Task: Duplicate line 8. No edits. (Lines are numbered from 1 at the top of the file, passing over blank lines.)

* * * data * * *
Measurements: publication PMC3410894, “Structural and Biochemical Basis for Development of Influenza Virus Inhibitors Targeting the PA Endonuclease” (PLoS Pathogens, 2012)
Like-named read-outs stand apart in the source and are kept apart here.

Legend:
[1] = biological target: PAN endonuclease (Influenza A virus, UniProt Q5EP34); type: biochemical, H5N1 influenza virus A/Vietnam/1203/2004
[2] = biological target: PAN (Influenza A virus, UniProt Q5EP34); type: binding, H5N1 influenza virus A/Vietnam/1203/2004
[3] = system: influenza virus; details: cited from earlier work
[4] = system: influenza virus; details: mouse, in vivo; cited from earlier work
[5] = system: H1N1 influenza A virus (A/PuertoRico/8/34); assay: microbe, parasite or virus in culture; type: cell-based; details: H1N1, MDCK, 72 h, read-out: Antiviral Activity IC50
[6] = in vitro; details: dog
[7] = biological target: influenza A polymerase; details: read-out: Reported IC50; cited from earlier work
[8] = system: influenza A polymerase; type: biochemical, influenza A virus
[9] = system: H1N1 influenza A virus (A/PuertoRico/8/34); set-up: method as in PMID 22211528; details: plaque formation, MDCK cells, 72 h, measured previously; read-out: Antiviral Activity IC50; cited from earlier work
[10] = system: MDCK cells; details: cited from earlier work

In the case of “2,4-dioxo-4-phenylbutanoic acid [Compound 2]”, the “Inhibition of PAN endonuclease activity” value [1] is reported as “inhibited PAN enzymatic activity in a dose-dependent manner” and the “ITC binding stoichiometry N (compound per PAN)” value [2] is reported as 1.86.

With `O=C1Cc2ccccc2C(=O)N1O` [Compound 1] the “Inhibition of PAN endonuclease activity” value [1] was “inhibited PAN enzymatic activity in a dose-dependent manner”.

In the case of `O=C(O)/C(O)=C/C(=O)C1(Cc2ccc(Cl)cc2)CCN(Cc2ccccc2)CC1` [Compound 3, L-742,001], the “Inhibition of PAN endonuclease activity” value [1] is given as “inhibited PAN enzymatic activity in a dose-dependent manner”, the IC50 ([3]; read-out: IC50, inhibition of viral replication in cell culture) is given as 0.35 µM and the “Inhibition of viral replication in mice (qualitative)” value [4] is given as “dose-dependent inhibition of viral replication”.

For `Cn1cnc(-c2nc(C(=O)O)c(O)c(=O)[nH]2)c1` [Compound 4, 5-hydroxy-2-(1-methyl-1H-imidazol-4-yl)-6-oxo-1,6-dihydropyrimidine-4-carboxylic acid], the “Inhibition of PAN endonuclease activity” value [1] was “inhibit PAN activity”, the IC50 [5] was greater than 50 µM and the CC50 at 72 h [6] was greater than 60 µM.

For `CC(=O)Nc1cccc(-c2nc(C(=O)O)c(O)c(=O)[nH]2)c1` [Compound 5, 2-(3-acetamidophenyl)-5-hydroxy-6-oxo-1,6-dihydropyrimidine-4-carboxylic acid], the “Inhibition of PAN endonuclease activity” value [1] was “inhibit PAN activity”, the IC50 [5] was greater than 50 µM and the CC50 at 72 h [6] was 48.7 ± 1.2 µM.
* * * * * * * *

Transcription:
[5] = system: H1N1 influenza A virus (A/PuertoRico/8/34); assay: microbe, parasite or virus in culture; type: cell-based; details: H1N1, MDCK, 72 h, read-out: Antiviral Activity IC50